Quickpost: The Hidden Lagoon of Railay

Have you ever skimmed through a travel guidebook, honed in on the pictures section, and picked your destination?  Isn’t it funny how those spots are often the toughest, most far flung areas to get to?  It’s as if they’re showing us these images to say, “look, we got the picture so you don’t have too.”  The bottom of the photo references a page number, so you flip through the book and find out the hard truth – going there is “not recommended,” “seasonal,” “for the extremely adventurous,” or “only accessible with a guide if the weather has been good.”  But, if you’re like me, you go anyways.

Thais pointed me in the right direction, but Westerners warned me not to go.  From the overly comfortable beach town of Ao Nang, I caught a traditional longtail boat to the isolated isthmus of Railay.  Popular with rock climbing enthusiasts, Railay is an outcrop cut off from the mainland by massive limestone cliffs which are pocketed with caverns.  At the far end of the isthmus lay an eye-shaped cliff with an emerald green lagoon deep within its iris.  This was my destination – the place in the picture in the center section of the Thailand Beaches and Islands guidebook, the place they warned against going.

Departing the rocking, wooden boat at Ao Railay (west), I trekked across the flat, palm-lined center to Ao Railay (east).  Along the way, black-faced monkeys blocked my path.  By the looks of things, they’d been raiding the rubbish bins and were unperturbed by my presence in the middle of their family brawl.

Thanks to its isolation, Railey felt more like an island than an extension of the mainland. It’s car-less township edged up against the mangrove-lined beachlet of Ao  Railay (east).  Small up-market resorts and Thai cookeries beckoned vacationing yuppies, capitalizing on the shore’s rugged, palm-shaded mystique.

To reach the lagoon, I crossed back to the west side at the far end of the beach at Ao Railay (east).  On the other side of the isthmus, Phra Nang Cave loomed over the west coast’s most mesmerizing strip of sand.  But, I would stop halfway next to a slick, dangling rope resting on a muddy cliff.  An inconspicuous wooden plaque assured me that this was indeed the route, so I swapped sandals for boots and snagged the mud-soaked rope to begin my ascent.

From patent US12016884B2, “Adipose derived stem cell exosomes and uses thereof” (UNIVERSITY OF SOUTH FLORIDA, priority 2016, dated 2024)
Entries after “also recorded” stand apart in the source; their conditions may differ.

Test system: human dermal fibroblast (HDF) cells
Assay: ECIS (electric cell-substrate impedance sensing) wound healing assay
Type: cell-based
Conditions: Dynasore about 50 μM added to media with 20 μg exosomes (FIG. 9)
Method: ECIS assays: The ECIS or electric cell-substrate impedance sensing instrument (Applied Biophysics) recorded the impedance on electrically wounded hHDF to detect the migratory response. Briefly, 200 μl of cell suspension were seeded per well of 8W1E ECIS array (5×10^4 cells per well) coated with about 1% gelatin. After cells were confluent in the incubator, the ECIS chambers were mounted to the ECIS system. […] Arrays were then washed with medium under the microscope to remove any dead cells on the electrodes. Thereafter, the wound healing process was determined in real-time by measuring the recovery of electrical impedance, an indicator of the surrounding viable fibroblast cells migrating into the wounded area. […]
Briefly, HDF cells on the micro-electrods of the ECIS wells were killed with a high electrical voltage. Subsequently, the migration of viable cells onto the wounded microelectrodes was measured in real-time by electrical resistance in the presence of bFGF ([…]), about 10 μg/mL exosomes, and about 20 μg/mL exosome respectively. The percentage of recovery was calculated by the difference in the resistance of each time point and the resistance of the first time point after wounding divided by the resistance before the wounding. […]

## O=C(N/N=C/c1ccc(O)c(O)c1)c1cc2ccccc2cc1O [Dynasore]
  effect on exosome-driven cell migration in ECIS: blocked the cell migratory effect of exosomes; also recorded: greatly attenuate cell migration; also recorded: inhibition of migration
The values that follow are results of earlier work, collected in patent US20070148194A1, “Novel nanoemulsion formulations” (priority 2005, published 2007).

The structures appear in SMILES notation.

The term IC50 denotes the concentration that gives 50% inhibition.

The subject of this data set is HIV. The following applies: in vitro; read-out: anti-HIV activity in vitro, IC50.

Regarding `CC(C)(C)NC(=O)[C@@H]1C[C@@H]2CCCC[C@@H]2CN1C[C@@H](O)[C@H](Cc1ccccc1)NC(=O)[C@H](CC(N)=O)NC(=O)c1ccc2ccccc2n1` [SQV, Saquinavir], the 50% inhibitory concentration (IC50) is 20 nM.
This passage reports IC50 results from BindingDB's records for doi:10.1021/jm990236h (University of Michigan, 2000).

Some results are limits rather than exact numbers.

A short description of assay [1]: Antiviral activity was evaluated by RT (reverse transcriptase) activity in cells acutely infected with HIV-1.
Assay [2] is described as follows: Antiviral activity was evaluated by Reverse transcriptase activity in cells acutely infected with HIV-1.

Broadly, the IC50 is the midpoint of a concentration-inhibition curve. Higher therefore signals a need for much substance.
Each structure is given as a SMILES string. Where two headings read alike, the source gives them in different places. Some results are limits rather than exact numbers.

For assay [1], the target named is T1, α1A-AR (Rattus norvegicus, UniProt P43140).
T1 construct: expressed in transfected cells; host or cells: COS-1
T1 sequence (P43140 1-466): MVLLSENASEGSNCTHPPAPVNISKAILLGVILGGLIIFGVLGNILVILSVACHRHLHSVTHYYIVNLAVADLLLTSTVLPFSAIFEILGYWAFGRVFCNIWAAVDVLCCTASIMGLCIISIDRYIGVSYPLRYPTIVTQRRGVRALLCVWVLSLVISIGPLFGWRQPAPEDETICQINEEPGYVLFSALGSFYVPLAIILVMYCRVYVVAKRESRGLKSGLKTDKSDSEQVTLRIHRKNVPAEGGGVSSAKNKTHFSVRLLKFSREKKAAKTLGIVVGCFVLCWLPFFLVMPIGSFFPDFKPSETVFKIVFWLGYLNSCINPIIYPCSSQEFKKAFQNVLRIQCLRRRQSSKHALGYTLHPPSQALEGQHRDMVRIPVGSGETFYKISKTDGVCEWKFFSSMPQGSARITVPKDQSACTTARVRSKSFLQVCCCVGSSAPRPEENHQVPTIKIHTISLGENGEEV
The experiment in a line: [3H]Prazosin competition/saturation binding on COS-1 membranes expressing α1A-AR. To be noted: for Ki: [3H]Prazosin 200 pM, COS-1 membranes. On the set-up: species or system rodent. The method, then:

I could have paid to go rock climbing nearby, have an instructor, and harness up in some nut-crunching apparatus.  Instead, I was relying on roots, rocks, and ragged ropes as well as the memory of glossy guidebook photo to heave myself uphill.  The relief I felt as I crest the top was instantly squashed upon realizing that this was no hilltop lagoon.  No, the lagoon was hidden twice as far down into the core of this conical hunk of karst.

Scrambling down a staircase of three sheer 20m drops, my heart pounded into my head.  I was now leading an expedition of four other tourists and it was with my word that they would proceed over each hurdle.  Arms and legs akimbo, I spider crawled down the wet rocks riddled with waterfalls until the emerald iris below swallowed me whole.

Floating on the thick pillow of murky green water, I stared up through the fan-leafed bushes towards the grey sky above.  My white clothes, draped over a bulging rock, appeared coffee-brown, stained in patterns of woven rope and printed hand.  Perched on a rock near the vertical entrance to the lagoon, I reached for my camera.  Yet, no matter what position I found myself in I could not capture the grandeur of the scene.  Through the lens of my camera, the lagoon may as well have been a pond in Florida.

Perhaps, the camera sensed my frustration.  After a few lackluster shots, the lens froze up and broke irreparably.  I never got the shot I came for.  But, I made it to the place in the picture.  Half of the fun of these photo sections is picking your destination.  The other half is pointing and bragging about it after you’ve returned.

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